Google doesn’t care about your security. Facebook doesn’t care about your security. You are the only one who can keep your computer and your network secure, Kyle Flaherty, director of communications at BreakingPoint Systems, argued during a panel at Social Media for Defense and Government. “Why would Facebook [care]?” he asked. “They don’t lose money when I click on a bad link and get a virus. … That’s on me.”
Flaherty came prepared with five behaviors organizations need to instill in their employees to promote network security.
- Make your password count. Don’t use “password” or “abc1234” as your password. Don’t use the same password for every account. Definitely don’t use the same password for your Twitter account that you use for your bank account. Flaherty says he has a different password for every service he belongs to — he changes them all every week. While that is difficult and time consuming, Flaherty argues that it’s a small price to pay to avoid being a victim of a virus that corrupts his entire system.
- Be app skeptical. Do you really know who developed that neat Twitter or Facebook application? Even if the company who created the app isn’t malicious and isn’t using the program to spy on you or hijack your account — what happens if that company goes out of business? Your account info could be sold or the company could be bought by someone with less honorable intentions. Flaherty says some apps are OK, but users should make sure they trust the developer before they allow the program access to their account.
- Know what you are signing away. It might not be light reading, but you should be familiar with the terms of service for every network you’re on. Who owns the content you post? What happens to your personal information if you leave the network? Can the network use your information or content without getting your specific permission? Flaherty argues you need to know what you’re signing up for when you join a new network.
- Take control of your privacy settings. Don’t just accept your network’s default settings. Make sure you know what information you’re sharing with just your connections and what you’re sharing to the broader network. Flaherty doesn’t advocate walling yourself off — that defeats the point of joining a network — but argues that users need to think about what kinds of information could be embarrassing if they were shared too widely and what could really be damaging.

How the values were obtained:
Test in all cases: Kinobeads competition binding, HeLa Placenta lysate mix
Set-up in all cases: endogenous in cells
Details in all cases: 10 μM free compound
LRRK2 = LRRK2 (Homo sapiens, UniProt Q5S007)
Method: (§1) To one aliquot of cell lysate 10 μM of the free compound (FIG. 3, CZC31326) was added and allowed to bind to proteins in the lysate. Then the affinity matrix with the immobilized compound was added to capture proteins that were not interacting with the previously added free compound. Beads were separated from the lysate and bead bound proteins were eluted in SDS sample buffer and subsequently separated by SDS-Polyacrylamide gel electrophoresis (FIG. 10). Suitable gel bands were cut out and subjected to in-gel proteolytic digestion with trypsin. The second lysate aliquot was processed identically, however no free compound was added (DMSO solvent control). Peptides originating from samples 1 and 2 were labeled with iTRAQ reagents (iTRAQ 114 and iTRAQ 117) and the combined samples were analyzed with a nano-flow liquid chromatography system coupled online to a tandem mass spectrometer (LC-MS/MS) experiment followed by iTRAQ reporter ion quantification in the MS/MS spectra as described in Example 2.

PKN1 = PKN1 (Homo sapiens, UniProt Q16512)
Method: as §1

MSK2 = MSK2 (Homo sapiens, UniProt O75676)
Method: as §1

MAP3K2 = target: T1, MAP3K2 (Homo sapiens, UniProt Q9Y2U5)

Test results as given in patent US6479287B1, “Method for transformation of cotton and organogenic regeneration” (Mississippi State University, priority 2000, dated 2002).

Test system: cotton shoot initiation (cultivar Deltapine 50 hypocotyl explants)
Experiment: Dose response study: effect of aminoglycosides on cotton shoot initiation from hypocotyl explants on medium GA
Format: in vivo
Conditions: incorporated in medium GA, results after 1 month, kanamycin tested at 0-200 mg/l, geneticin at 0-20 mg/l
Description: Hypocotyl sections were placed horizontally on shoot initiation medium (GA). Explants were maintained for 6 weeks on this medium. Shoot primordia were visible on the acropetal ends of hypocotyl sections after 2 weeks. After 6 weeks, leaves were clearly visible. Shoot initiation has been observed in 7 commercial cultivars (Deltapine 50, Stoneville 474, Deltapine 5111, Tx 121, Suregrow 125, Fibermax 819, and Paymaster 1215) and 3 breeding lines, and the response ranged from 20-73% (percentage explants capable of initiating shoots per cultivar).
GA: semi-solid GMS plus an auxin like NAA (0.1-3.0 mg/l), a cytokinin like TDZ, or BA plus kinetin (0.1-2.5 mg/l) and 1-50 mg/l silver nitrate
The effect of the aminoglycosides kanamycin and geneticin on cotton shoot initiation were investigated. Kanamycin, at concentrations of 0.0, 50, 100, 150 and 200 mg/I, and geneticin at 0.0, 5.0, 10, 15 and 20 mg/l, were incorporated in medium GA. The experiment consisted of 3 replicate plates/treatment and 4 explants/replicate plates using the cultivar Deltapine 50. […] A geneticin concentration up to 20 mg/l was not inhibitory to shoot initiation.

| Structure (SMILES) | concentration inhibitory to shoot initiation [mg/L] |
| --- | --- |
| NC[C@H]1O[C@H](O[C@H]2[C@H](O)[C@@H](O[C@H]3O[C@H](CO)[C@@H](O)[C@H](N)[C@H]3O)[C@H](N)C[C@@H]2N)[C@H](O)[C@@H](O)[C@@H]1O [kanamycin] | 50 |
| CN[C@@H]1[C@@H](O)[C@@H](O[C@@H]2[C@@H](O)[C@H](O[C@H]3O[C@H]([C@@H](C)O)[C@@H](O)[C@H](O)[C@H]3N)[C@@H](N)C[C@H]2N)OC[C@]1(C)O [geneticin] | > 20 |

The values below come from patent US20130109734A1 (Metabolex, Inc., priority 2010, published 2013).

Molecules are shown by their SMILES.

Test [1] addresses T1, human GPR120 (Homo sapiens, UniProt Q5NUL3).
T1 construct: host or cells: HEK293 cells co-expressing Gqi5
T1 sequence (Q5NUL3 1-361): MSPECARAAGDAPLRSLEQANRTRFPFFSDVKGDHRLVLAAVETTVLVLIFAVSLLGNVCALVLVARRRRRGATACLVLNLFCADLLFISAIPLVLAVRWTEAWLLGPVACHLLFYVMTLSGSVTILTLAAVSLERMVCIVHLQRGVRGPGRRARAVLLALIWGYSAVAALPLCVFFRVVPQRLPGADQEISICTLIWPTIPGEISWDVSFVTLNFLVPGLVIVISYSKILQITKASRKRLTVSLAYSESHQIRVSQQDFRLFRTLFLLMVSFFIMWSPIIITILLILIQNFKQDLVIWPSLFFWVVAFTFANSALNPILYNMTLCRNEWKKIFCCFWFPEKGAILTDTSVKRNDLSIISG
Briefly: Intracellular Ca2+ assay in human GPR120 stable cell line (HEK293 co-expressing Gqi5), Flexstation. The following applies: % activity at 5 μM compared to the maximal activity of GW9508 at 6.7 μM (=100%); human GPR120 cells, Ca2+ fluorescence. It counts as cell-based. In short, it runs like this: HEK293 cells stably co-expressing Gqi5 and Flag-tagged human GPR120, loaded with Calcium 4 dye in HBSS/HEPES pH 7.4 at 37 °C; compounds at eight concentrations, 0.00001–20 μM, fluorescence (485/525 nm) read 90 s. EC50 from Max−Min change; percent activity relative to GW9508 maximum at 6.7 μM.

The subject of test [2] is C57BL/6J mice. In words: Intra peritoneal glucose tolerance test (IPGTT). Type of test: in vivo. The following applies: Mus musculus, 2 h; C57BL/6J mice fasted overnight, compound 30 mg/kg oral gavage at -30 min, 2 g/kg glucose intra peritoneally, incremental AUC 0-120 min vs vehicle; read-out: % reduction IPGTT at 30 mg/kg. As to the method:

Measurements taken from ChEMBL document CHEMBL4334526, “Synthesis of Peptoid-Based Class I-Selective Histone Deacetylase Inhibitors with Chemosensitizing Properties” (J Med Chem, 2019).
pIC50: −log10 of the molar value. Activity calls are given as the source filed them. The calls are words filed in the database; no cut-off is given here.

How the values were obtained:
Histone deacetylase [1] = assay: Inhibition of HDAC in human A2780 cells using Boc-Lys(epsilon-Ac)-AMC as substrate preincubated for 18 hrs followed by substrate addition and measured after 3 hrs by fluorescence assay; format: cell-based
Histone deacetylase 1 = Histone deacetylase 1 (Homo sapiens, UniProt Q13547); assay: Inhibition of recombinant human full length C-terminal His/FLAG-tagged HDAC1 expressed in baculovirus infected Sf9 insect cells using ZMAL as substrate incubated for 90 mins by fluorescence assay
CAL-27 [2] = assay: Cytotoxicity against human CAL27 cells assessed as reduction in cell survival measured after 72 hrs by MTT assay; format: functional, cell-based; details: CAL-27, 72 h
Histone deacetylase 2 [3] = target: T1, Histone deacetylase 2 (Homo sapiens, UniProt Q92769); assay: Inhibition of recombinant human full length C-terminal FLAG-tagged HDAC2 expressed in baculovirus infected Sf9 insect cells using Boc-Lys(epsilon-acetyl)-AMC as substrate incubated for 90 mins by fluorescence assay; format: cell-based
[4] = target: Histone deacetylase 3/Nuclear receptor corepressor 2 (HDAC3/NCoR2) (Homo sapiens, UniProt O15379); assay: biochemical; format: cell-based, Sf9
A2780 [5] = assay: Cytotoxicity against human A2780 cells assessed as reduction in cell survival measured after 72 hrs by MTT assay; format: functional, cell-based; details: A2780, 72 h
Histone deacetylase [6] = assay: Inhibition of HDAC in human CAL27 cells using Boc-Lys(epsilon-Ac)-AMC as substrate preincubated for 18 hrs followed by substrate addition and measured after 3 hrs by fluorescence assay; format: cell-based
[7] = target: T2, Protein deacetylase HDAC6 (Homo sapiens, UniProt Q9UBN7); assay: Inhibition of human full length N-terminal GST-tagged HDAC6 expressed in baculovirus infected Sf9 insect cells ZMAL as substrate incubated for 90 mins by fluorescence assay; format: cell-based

- Create social media guidelines for your organization. Don’t assume that social media best practices are “common sense” — even if they seem that way to you, he said. Create a comprehensive guide establishing your best practices and make sure everyone in your organization is familiar with the document. Flaherty suggests making this a part of your official human resources practices, not just an information policy. If you’re not sure where to start with your guidelines, he recommends looking at policies from other companies as a starting point. Flaherty says IBM’s guidelines are especially well written.
Just as Flaherty was wrapping up his top five tips an audience member suggested one more that Flaherty eagerly endorsed.
- Don’t disclose your full birthday. Flaherty suggests leaving the year off so that the date is less useful for obtaining personal information about you.
While these tips don’t guarantee safety, they go a long way toward creating a more acceptable risk situation, he says. Companies need to find a balance between the opportunities of social media and the dangers these networks can present. But it’s important to realize these risks aren’t static, he notes, they’re tied to the way you approach your networks.
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